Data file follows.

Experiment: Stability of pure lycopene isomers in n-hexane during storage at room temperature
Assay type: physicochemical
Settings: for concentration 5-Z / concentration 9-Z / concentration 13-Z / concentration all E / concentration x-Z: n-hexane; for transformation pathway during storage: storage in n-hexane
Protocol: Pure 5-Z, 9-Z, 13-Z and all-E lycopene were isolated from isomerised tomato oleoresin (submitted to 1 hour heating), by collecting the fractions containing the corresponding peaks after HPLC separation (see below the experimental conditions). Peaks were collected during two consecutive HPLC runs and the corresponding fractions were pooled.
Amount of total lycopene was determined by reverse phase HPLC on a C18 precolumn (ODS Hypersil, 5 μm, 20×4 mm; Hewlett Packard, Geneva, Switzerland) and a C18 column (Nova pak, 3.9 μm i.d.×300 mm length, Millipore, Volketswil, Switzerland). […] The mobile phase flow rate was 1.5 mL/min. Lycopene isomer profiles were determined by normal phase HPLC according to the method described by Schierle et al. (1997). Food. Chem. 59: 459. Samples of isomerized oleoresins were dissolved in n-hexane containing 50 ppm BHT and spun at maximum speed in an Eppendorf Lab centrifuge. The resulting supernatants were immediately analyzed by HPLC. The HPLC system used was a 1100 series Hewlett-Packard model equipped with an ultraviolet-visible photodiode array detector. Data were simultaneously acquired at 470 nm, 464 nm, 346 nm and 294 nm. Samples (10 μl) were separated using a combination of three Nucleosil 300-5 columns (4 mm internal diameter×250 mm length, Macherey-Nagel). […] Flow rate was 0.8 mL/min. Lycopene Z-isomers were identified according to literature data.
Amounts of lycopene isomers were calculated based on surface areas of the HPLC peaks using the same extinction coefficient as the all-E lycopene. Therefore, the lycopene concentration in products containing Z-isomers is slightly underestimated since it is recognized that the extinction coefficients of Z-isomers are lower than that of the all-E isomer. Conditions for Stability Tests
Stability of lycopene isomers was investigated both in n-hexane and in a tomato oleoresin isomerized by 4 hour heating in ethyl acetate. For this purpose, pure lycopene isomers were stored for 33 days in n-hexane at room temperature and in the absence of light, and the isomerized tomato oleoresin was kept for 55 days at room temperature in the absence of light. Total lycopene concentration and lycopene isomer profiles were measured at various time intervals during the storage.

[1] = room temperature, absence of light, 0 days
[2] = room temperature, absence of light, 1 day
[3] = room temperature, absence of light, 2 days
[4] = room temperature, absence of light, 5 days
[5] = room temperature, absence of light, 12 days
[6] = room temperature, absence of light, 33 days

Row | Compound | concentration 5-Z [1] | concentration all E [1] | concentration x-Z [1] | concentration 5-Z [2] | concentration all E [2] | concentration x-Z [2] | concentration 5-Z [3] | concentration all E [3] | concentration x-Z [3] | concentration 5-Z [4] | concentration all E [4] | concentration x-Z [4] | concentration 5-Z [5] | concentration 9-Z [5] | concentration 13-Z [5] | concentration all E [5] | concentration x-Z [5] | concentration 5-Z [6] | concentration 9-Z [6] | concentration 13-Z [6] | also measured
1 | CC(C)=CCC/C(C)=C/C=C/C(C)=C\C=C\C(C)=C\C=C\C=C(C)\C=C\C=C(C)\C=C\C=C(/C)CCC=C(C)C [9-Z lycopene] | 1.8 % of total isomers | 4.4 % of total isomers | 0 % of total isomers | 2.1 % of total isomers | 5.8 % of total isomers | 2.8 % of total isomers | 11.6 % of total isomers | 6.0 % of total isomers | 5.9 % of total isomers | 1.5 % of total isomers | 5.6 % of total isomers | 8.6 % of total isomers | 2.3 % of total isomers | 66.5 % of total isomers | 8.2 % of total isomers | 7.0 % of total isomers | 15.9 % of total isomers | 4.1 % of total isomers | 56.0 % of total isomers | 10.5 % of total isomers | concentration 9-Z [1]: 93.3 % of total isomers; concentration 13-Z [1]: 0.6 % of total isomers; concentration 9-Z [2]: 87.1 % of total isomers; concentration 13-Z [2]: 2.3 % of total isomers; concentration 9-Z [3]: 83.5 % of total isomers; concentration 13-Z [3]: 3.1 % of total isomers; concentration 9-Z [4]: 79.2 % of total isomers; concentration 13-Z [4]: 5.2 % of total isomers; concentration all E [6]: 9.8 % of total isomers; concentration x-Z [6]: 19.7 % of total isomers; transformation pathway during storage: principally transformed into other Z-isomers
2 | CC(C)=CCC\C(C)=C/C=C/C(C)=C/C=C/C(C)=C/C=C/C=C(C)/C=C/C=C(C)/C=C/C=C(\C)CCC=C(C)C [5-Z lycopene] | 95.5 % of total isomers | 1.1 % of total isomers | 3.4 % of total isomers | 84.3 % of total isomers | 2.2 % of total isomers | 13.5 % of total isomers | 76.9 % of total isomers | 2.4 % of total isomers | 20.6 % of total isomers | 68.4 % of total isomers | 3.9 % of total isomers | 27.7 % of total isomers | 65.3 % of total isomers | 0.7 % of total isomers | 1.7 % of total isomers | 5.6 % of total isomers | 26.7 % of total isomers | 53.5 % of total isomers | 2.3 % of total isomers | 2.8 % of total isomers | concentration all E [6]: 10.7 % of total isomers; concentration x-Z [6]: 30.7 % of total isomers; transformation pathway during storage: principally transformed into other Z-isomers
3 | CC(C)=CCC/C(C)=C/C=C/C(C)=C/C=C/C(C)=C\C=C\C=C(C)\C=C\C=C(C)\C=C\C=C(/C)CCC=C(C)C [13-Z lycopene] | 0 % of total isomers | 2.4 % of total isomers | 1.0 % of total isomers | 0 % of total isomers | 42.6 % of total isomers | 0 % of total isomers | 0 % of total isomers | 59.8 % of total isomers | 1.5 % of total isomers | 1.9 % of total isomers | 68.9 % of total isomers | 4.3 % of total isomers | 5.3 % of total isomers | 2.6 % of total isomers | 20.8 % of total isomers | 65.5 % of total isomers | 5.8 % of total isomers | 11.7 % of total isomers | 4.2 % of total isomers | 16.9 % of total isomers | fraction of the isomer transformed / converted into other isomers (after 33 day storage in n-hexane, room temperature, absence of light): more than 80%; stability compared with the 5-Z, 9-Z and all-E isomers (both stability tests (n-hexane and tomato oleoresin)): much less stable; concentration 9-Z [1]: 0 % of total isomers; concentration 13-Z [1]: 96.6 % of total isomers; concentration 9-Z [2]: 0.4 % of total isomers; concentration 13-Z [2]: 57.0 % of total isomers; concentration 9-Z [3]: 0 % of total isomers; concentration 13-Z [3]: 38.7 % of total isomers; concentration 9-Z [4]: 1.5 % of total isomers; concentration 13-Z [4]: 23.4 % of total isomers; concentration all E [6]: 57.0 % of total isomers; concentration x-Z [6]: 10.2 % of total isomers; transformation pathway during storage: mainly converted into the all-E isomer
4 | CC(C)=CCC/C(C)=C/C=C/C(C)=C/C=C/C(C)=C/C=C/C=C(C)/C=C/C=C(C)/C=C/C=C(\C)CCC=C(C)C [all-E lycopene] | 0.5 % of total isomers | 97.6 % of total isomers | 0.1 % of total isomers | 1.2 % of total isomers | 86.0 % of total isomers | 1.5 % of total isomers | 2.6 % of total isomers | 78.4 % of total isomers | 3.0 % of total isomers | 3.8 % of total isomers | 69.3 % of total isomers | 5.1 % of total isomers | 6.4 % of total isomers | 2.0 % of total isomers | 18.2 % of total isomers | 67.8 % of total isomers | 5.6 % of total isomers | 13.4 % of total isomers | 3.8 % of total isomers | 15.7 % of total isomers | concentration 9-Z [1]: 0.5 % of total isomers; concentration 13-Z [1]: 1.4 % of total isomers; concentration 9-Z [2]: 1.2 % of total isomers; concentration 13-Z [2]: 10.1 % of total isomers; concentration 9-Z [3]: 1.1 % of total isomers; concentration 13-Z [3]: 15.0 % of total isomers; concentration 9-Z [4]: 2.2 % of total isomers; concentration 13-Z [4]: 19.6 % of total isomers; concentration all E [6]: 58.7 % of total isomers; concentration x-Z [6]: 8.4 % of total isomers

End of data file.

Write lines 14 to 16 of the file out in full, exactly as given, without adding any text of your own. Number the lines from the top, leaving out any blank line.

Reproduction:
Row | Compound | concentration 5-Z [1] | concentration all E [1] | concentration x-Z [1] | concentration 5-Z [2] | concentration all E [2] | concentration x-Z [2] | concentration 5-Z [3] | concentration all E [3] | concentration x-Z [3] | concentration 5-Z [4] | concentration all E [4] | concentration x-Z [4] | concentration 5-Z [5] | concentration 9-Z [5] | concentration 13-Z [5] | concentration all E [5] | concentration x-Z [5] | concentration 5-Z [6] | concentration 9-Z [6] | concentration 13-Z [6] | also measured
1 | CC(C)=CCC/C(C)=C/C=C/C(C)=C\C=C\C(C)=C\C=C\C=C(C)\C=C\C=C(C)\C=C\C=C(/C)CCC=C(C)C [9-Z lycopene] | 1.8 % of total isomers | 4.4 % of total isomers | 0 % of total isomers | 2.1 % of total isomers | 5.8 % of total isomers | 2.8 % of total isomers | 11.6 % of total isomers | 6.0 % of total isomers | 5.9 % of total isomers | 1.5 % of total isomers | 5.6 % of total isomers | 8.6 % of total isomers | 2.3 % of total isomers | 66.5 % of total isomers | 8.2 % of total isomers | 7.0 % of total isomers | 15.9 % of total isomers | 4.1 % of total isomers | 56.0 % of total isomers | 10.5 % of total isomers | concentration 9-Z [1]: 93.3 % of total isomers; concentration 13-Z [1]: 0.6 % of total isomers; concentration 9-Z [2]: 87.1 % of total isomers; concentration 13-Z [2]: 2.3 % of total isomers; concentration 9-Z [3]: 83.5 % of total isomers; concentration 13-Z [3]: 3.1 % of total isomers; concentration 9-Z [4]: 79.2 % of total isomers; concentration 13-Z [4]: 5.2 % of total isomers; concentration all E [6]: 9.8 % of total isomers; concentration x-Z [6]: 19.7 % of total isomers; transformation pathway during storage: principally transformed into other Z-isomers
2 | CC(C)=CCC\C(C)=C/C=C/C(C)=C/C=C/C(C)=C/C=C/C=C(C)/C=C/C=C(C)/C=C/C=C(\C)CCC=C(C)C [5-Z lycopene] | 95.5 % of total isomers | 1.1 % of total isomers | 3.4 % of total isomers | 84.3 % of total isomers | 2.2 % of total isomers | 13.5 % of total isomers | 76.9 % of total isomers | 2.4 % of total isomers | 20.6 % of total isomers | 68.4 % of total isomers | 3.9 % of total isomers | 27.7 % of total isomers | 65.3 % of total isomers | 0.7 % of total isomers | 1.7 % of total isomers | 5.6 % of total isomers | 26.7 % of total isomers | 53.5 % of total isomers | 2.3 % of total isomers | 2.8 % of total isomers | concentration all E [6]: 10.7 % of total isomers; concentration x-Z [6]: 30.7 % of total isomers; transformation pathway during storage: principally transformed into other Z-isomers